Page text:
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Cannabis 2023

Cannabis 2023: Can a Year of Baby Steps Move Federal Legalization Forward?

With four states adding or updating marijuana legislation in 2023, only 10 states remain as outliers, allowing no legal medical or adult-use marijuana. Coming on board the adult-use train this year were Delaware, Minnesota and Ohio, with Kentucky passing its first legalization for medical-use.

Despite this overwhelming majority of states allowing medical-use – and the growing number of states legalizing adult-use, we’ve seen no real progress on the federal level in 2023. Instead, as we discussed in our February article, each small step forward seems to be countered with giant steps back – even on the CBD level, and the months since then haven’t elicited anything noteworthy for CBD or marijuana.

In fact, states continue to face numerous challenges stemming from the lack of federal legalization. Take for example the Minnesota Governor’s signing of adult-use marijuana into law, which was immediately followed by a notice from the St. Paul, MN, Division of the U.S. Bureau of Alcohol, Tobacco, Firearms and Explosives (ATF), “drawing attention to the distinction between state and federal law.” The notice reminded residents that, regardless of state laws, cannabis is still federally considered to be a controlled substance, thus prohibiting any person who is an “unlawful user” of a federally controlled substance from possessing firearms or ammunition. (See TAG’s article “Unique Challenges Continue for State-Legalized Cannabis“ for more information.)

The year of 2023 also saw continuing finance challenges for the industry, with Mastercard revoking the use of its cards (including bank cards and ATM withdrawals) for the purchase of marijuana products, even in states where it is legal. Additionally, the Paychex payroll company informed cannabis operations earlier this year that they could no longer use their services for marijuana-related businesses, and many banks continue to refuse to provide financial services for cannabis operations.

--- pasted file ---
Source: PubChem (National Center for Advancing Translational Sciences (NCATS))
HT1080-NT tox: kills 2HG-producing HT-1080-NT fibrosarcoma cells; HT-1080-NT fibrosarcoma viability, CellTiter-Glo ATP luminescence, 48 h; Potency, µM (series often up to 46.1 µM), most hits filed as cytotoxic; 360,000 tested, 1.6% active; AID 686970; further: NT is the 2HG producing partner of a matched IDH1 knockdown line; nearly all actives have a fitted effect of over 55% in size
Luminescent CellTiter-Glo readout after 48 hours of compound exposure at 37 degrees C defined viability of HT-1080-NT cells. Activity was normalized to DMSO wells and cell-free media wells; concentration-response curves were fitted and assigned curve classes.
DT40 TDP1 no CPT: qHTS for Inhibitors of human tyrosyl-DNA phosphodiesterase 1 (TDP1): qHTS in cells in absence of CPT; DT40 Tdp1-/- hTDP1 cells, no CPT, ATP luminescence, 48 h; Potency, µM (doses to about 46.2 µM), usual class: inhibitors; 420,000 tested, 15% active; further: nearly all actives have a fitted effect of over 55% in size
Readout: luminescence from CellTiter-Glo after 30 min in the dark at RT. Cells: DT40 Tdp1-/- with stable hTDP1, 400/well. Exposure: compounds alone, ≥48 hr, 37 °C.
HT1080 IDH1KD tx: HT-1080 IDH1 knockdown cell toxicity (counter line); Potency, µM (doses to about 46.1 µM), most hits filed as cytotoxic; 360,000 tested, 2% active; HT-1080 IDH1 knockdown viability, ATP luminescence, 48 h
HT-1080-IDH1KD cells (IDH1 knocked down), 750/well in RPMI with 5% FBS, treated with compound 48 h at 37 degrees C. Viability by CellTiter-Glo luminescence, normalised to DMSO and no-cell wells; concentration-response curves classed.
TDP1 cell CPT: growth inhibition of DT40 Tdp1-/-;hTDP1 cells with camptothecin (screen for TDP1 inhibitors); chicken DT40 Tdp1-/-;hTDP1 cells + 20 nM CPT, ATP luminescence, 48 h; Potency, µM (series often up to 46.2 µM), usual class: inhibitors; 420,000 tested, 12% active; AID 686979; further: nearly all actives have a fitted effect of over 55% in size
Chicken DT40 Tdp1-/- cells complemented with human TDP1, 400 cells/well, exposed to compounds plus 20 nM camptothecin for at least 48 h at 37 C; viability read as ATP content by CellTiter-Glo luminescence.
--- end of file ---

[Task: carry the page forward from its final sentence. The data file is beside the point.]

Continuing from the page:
One positive note of 2023 was the recommendation from the Department of Health and Human Services (HHS) to the Drug Enforcement Agency (DEA) to reclassify marijuana as a Schedule III drug from its current status as Schedule I. The recommendation was a direct response to President Biden’s October 2022 directive for the Secretary of HHS to review how marijuana is scheduled under federal law. While this would not legalize marijuana, it would mean that the federal government sees it as having medical uses – which could be a positive step toward medically approved marijuana as it also facilitates cannabis research that could potentially accelerate FDA approval.

In fact, a Congressional Research Service Report sees the DEA reclassification as inevitable, as a Congressional hearing of 2020 included DEA testimony that it is “bound by FDA’s recommendations on scientific and medical matters.” So, the report adds, “If past is prologue it could be likely that DEA will reschedule marijuana according to HHS’s recommendation,” which would have broad implications for federal policy.

Wrapping up the year was a meeting of federal agency representatives in a National Academies of Sciences, Engineering and Medicine (NASEM) committee meeting focused on Public Health Consequences of Changes in the Cannabis Policy Landscape. With states continuing to move forward on legalization, such federal discussions and research are vital to improving the knowledge of medical personnel, as well as manufacturers and distributors of cannabis products – and consumers.

While the year did not provide any giant steps forward toward the legalization of marijuana on the federal stage, we can hope that the continued toddling baby steps eventually lead to more surety by the federal agencies enabling them to stand fully upright and make some concrete decisions.


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